CLEAT WEAR EFFECTS
by Scott Cornish
by Scott Cornish
When was the last time you checked the state of your cleats or even fitted new cleats? What is your criteria for deciding to change your cleats or the pedals? With the forces being driven through the pedals and the constant movement from the lateral float, cleats and pedals are an area which are susceptible to significant wear depending on distances ridden, intensity and trail conditions. Keeping an eye on the wear and tear of cleats and any play between the pedal to shoe interface is important for efficient pedaling and avoiding potential knee and achilles issues.
Wear on the walking surfaces of road cleats is something to keep an eye on. Once they are worn down, it’s time for replacement. Café covers are a great product to carry that can be slipped over the cleats once off the bike. Notice here too how the rider puts more weight through the right shoe when walking and also when riding, from the wear on the walking surface and the middle of the pedal.
Image: Specialized Cycling
MTB cleats are pretty hardy items, some brands more so than others, designed for a tougher life of course from hike a bike sections and riding in muddy conditions. They aren’t completely indestructible though, wearing at the contact points with the pedals, although not easily visible. Similarly with plastic road cleats, wear isn’t always visually obvious at these points, only from where the cleat has been walked on.
MTB cleats aren’t impervious to wear, even the more hardy Shimano ones. They often wear around the nose of the cleat and this is where it is most obvious.
That shoe to pedal interface should be a steadfast connection, the only movement being the lateral float (and sideways slide with Time MTB pedals). Once a cleat wears, that tight connection is lost, creating slop and an uneven platform within that system. With MTB shoes, it’s not just at the cleat that wear can cause an issue. Much of the stability within the MTB system comes from contact of the shoe lugs with the pedal body, hence a wider pedal body creates a more stable platform, but adds the much revered weight. Although shoe lugs are manufactured of tough materials, they wear at the contact points and from being walked on. Worn lugs will cause a loss of contact with the pedal and cause a sideways rocking motion within the interface.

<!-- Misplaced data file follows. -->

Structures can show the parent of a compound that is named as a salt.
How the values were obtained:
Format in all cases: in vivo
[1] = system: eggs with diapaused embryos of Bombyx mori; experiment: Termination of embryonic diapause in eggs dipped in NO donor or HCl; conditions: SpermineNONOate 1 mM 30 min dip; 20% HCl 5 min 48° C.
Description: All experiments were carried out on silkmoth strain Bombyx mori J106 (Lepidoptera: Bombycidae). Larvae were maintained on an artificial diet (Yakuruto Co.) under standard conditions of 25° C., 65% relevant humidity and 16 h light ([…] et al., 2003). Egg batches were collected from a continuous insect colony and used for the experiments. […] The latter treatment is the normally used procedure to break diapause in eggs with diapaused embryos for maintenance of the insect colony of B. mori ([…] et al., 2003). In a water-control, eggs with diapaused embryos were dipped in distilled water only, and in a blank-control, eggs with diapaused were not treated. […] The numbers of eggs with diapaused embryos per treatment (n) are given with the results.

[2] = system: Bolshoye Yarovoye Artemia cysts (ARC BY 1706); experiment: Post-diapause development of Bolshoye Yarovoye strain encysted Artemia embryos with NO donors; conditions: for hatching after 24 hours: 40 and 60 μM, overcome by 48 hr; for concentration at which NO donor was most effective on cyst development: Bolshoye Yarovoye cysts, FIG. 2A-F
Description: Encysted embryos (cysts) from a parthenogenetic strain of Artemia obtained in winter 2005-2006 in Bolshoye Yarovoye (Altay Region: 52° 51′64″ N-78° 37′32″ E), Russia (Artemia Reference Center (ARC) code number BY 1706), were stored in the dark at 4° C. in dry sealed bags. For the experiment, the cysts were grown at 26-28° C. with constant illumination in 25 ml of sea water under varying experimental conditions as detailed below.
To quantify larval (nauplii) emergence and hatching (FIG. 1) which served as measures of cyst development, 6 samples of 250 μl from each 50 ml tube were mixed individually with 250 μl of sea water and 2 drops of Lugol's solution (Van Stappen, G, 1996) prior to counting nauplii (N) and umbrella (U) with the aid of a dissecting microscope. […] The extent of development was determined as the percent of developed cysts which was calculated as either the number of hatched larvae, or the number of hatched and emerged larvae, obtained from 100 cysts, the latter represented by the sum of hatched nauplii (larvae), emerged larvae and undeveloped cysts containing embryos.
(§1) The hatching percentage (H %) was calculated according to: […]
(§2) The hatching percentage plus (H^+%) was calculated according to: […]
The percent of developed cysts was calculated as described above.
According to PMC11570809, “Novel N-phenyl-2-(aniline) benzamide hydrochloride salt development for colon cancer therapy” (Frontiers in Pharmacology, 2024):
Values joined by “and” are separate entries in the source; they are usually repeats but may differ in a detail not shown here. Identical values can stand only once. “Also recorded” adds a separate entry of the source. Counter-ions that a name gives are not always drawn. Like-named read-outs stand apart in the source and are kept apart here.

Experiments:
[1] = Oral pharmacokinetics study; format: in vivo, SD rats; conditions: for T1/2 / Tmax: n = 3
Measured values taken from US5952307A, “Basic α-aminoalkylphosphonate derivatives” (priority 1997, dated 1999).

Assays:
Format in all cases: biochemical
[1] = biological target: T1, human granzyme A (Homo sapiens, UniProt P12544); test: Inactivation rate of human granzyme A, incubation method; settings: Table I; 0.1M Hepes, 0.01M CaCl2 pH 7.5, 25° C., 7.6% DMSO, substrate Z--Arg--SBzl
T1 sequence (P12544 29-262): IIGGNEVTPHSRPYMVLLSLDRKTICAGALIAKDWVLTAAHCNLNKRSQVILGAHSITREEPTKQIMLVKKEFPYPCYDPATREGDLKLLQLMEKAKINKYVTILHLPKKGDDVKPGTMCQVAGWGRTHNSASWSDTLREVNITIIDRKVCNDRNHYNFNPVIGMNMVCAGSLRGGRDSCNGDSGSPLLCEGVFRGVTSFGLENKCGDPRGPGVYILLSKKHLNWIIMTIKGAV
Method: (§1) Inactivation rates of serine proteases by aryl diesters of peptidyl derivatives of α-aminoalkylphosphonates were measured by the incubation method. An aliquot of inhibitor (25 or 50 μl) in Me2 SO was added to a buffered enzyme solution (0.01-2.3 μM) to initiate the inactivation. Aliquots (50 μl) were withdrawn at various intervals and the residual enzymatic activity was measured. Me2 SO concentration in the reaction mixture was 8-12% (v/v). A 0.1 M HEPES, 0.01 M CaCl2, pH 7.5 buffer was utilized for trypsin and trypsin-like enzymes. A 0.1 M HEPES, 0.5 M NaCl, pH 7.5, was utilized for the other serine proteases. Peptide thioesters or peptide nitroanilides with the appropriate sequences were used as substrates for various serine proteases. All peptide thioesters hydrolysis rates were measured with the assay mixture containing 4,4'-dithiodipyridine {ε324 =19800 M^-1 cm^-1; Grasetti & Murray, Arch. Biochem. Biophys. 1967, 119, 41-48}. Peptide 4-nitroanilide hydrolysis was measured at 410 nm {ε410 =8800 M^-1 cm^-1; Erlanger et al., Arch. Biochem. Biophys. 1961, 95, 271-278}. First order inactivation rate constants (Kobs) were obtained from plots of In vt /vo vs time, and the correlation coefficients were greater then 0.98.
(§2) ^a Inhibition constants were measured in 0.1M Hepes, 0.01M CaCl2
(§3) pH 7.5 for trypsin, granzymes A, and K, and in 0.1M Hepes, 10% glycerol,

With worn shoe lugs, there is slop within the interface. Also notice the play within the pedal axle too! An easy fix with Shimano pedals. Remove the axle and tighten the bearing cones.
Another aspect to look out for with MTB set ups is wear on the pedal body at the contact points with the shoe lugs. I used to wear a groove on the inside platform of each pedal, more so on the right than the left. Once this happens, it’s time to replace the pedal as the tight connection is lost. The reason for this with my pedals was a biomechanical issue which was resolved through specific strength training exercises and not through the use of external wedges. Wedges actually made the issue worse.
Road pedals differ in that the interface stability comes directly from the cleat and with a much larger platform of course. Cleats can be damaged from being walked on, hence café covers are a great product to carry, but they’ll wear at the front and rear contact points too. Keep an eye on the pedal as grooves can wear into the body from where the cleat floats across it. Every few months, do the same check as with mtb systems, clip the shoe in (without foot in the shoe) and check for any abnormal rocking movement. If there is, replace the cleat, then check again, If the connection is once again solid, you’re good to go. If there is still play, the pedal is too worn and needs replacing.
Asymmetrical wear is common too as non of us are symmetrical! It’s ‘normal’ to have one foot which moves laterally across the pedal’s float more than than the other or there might be uneven wear from right to left. Chasing symmetry is a whole other article, but it’s an aspect to also watch out for.
Foot pressure areas and cleat wear
Pedal axles can also develop play in them. With some, like Shimano models, the axles can be removed and the bearing cones tightened, but for others the bearing races may need to be replaced.
Why does it matter anyway? Once any slop begins to emerge with the interface, the lower limb from the pelvis down then has to work harder to find stability on every downward pedal stroke. Not only is this inefficient, using more energy, it will also place uneven load through the achilles and knee which may eventually cause discomfort or pain in the long term. Not ideal for long distance riding. We work on having a strong and stable core and this principle needs to carry over to the mechanical one, having a stable connection at the pedal to shoe interface too.
Just like keeping an eye on chain wear, regularly inspect wear at the pedal to shoe interface. Even if there is no obvious signs of wear on the pedal after a few months of regular use, it may be prudent to replace the cleats anyway, maybe every 6 months.